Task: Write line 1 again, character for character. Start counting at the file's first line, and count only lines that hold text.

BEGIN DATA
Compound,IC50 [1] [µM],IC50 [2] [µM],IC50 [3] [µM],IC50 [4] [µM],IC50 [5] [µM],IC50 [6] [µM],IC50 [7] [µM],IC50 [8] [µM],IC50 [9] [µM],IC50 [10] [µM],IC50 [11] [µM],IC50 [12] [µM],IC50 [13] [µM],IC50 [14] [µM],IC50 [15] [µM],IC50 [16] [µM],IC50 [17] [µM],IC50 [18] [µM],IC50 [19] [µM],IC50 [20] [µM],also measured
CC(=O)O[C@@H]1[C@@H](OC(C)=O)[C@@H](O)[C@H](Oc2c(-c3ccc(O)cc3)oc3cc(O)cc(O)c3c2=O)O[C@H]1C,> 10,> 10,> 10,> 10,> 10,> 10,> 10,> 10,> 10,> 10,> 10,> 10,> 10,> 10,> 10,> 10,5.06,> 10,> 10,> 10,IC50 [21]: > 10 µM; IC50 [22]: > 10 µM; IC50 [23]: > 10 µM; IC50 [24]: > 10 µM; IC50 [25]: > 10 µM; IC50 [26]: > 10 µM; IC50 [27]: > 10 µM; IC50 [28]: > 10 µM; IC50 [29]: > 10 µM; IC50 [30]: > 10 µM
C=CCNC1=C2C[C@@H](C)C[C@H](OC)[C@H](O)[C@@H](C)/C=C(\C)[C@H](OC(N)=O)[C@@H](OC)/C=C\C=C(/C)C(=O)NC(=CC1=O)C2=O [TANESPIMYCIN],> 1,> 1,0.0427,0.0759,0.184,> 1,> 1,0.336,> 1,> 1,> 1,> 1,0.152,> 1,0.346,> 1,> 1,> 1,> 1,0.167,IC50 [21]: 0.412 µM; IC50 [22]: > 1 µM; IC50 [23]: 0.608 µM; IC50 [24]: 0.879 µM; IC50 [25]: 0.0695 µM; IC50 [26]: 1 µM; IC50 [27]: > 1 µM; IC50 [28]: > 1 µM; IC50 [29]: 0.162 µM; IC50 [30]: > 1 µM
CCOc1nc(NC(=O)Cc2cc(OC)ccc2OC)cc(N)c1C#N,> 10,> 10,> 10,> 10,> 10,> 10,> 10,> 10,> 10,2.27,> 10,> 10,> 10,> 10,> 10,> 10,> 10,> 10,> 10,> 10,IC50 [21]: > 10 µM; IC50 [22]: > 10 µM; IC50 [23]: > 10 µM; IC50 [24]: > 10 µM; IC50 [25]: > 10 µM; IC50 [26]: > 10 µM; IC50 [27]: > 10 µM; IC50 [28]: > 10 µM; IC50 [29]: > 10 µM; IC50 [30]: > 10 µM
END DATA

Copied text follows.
Compound,IC50 [1] [µM],IC50 [2] [µM],IC50 [3] [µM],IC50 [4] [µM],IC50 [5] [µM],IC50 [6] [µM],IC50 [7] [µM],IC50 [8] [µM],IC50 [9] [µM],IC50 [10] [µM],IC50 [11] [µM],IC50 [12] [µM],IC50 [13] [µM],IC50 [14] [µM],IC50 [15] [µM],IC50 [16] [µM],IC50 [17] [µM],IC50 [18] [µM],IC50 [19] [µM],IC50 [20] [µM],also measured